BackTalk: Googling Through Grad School

By Hillary Theyer

As a librarian, I have watched with interest as the library world gnashes its collective teeth over the Internet replacing the library, the great works of the past becoming electronic streams of data, and the laziness of students finishing degrees without setting foot in the building with the books. While I remember with great fondness the libraries of my university past, those hours preceded Internet access in every dorm room.

When I was in library school, the papers and projects were still done with good old-fashioned legwork and bookwork. I remember walking across the University of California campus, from the science library to the medical library, from the arts library to government documents, filling out sheets about how these resources worked and where they could be found. This was how the university was supposed to operate.

An amazing tool

When I started graduate school ten years later, I came with seven years of desktop Internet access, a laptop with a wireless network card, and expectations of speed and ease much higher than before. When our first class of the master's in public administration program included a visit to the library, I was feeling a bit smug, figuring all would be old hat to me.

After explaining how to set up an online password for all the databases, the librarian began to run though the resources most needed for our work, and she explained how to use...a book index...where you have to look up articles in a book, match a code to a source list, write stuff down, then find the source... in paper. The air went out of the room. "You mean, we have to use this in the library?" someone asked. "Like, we have to come here?" I'm sure I had a smile on my face as I thought these wimps of classmates would never have made it through library school.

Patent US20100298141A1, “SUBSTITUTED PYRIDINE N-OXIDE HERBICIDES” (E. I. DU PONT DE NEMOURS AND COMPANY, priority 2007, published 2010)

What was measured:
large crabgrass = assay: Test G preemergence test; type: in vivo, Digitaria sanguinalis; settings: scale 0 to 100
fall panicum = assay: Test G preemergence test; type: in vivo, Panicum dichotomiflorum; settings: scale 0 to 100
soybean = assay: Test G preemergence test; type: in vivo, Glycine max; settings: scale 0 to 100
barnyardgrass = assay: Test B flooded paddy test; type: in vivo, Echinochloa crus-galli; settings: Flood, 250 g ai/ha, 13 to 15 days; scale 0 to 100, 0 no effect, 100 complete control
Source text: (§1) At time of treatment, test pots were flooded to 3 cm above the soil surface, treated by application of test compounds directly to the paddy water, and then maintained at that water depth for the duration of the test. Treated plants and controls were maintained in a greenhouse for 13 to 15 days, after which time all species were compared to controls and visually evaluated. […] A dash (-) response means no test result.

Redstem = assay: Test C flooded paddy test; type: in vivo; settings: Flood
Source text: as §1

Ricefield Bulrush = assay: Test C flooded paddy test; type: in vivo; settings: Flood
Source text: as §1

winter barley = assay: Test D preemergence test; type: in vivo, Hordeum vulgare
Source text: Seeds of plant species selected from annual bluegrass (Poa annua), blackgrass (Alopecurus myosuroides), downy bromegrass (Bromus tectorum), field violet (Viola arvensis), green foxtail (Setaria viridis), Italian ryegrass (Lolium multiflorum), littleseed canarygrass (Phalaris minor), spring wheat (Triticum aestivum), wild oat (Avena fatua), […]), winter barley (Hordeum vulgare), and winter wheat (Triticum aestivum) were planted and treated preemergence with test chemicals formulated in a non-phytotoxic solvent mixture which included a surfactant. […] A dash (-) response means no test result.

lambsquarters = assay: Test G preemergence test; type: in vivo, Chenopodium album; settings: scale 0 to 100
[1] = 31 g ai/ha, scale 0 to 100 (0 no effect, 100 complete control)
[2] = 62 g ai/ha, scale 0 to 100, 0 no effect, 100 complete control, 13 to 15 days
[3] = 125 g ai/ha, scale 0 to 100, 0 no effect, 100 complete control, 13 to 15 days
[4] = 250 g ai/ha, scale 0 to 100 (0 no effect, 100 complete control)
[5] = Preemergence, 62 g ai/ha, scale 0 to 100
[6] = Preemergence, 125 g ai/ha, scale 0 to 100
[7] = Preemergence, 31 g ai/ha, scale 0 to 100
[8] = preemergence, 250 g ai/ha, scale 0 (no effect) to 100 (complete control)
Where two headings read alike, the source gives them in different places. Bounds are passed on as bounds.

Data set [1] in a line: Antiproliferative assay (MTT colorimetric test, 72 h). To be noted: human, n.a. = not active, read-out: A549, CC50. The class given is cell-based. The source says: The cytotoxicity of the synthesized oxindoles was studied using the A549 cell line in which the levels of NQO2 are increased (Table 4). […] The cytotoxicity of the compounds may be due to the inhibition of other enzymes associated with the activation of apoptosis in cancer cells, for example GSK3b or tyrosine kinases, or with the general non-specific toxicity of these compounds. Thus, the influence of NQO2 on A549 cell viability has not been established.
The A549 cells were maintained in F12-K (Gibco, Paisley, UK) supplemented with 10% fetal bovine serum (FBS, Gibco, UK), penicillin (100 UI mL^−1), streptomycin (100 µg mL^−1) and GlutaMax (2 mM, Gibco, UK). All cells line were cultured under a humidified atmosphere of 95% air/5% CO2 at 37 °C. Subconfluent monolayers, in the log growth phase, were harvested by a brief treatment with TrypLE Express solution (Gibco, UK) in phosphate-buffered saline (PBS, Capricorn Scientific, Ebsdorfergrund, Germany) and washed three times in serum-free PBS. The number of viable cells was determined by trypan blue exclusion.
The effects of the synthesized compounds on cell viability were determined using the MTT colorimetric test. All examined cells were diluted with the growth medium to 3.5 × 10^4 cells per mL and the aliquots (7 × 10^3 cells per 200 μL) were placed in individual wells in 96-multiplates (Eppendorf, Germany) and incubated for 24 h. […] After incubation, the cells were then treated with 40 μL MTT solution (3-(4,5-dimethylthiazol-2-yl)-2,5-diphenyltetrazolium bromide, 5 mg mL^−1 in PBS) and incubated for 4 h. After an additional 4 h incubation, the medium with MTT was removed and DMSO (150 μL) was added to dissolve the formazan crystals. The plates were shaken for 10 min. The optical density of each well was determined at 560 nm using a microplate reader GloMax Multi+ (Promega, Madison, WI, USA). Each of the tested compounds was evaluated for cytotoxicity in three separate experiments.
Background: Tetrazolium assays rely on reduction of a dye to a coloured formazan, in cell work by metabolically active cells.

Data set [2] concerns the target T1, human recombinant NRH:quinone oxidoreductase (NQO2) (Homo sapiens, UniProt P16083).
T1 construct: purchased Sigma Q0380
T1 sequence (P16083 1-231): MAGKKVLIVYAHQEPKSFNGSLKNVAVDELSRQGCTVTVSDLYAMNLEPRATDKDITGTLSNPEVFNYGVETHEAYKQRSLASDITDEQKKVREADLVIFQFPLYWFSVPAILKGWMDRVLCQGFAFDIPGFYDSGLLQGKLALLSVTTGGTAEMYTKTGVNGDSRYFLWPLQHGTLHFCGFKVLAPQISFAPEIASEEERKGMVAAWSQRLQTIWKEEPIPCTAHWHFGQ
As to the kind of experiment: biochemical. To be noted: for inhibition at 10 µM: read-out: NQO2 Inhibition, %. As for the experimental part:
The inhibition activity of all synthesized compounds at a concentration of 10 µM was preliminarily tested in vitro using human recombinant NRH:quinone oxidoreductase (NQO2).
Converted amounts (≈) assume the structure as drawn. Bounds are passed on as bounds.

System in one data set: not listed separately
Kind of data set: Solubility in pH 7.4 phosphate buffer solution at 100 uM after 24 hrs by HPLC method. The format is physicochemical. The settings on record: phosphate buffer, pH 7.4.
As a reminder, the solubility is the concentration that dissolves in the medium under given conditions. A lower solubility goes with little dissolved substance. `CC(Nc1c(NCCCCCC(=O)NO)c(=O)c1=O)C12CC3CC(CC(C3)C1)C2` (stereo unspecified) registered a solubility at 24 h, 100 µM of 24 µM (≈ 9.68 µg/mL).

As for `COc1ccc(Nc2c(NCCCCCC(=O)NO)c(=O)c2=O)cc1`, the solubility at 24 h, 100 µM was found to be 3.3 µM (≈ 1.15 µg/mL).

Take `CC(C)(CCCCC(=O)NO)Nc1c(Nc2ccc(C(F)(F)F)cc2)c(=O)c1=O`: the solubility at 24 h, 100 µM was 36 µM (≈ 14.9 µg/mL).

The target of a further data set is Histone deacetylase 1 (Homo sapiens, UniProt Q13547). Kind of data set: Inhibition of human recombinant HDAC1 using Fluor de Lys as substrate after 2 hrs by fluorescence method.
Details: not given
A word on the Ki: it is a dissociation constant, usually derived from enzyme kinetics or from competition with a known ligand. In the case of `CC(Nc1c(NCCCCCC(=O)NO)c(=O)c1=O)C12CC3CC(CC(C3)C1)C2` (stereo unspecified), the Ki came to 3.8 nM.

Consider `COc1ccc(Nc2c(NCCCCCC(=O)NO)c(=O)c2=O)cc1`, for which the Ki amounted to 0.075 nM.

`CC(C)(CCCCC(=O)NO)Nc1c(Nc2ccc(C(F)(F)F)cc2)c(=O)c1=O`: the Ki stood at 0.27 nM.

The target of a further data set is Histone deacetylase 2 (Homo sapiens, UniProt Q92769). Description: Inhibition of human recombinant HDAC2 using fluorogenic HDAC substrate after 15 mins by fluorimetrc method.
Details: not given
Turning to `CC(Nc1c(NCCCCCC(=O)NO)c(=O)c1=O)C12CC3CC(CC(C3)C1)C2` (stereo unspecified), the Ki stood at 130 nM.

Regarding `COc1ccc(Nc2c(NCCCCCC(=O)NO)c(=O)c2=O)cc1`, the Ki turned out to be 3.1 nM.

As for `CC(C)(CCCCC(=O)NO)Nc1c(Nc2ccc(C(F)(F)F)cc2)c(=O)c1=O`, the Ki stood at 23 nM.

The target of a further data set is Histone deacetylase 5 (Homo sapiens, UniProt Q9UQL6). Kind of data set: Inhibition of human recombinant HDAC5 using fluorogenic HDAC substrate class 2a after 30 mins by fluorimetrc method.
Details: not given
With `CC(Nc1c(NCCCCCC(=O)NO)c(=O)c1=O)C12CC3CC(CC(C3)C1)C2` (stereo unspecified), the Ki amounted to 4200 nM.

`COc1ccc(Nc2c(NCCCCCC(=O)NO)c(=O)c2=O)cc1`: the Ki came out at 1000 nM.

When I started my coursework, I quickly realized what an amazing tool my laptop was. I read articles from journals no library in the region carried. Keyword guesses led to subject headings, and I saved searches and sent them across databases in multiple disciplines without budging from my seat, transmitting results to my email, my printer, or my hard drive as needed. When I requested an article in print that couldn't be found online, it came to my email as a scanned PDF, not a grainy photocopy I had to drive to the library to pick up. While I did spend time in the library, I came with a list of call numbers and potential sources already in hand, cutting my time in the stacks down and making the time I did spend there more effective. That really great book index? Long forgotten. Even I, the librarian, didn't use it.

Something elusive

There were also times when I wanted an elusive bit of knowledge for which I didn't have a name, a date, or a subject heading. That's when I turned to the simple search engine, often after exhausting more "authoritative" but less flexible resources. When I found a quote that was perfect for my paper, without a citation attached, I drained all the databases under the "quotations" page on the university web site, and even the online librarian couldn't tell me where it was from. Five minutes with Google and there was my answer, which I carefully cross-checked in the online databases now that I had the source.

I used general search engines to locate statistics from organizations, to get narrow information gathered only by cities, and to find practical experience on an online newsgroup. Cruising blogs and bulletin boards, I found current news in niche areas not covered in any database, along with insightful opinion, emerging trends, and questions the formal research process hadn't answered yet. All of these sources were used in papers, presentations, and my capstone project. All were vital to my success in the program.

Balancing online and print

While it can be argued that I knew how to use these tools wisely, when to check my sources, and how to balance online with print, my experience has taught me that it isn't a question of format. It is what suits the user's needs at the time. With my job, I couldn't have spent hours in the library. My papers were written from home on the sofa, and I know I took on more classes and finished sooner because the papers and projects were easier done this way.

The sooner libraries celebrate their online users and merge working with authoritative sources with the ever-growing online world, the better students will continue to do.

In my current job, I am more likely to turn to the online world for students' queries than I did before, more confident about using search engines and more willing to send students off with a printout than to the copy machine with a reference book. I know I work in a library with a fabulous print collection, but it isn't the only thing out there anymore, and sometimes it isn't the best thing either.

Author Information
Hillary Theyer is Senior Librarian, Torrance Public Library, CA.

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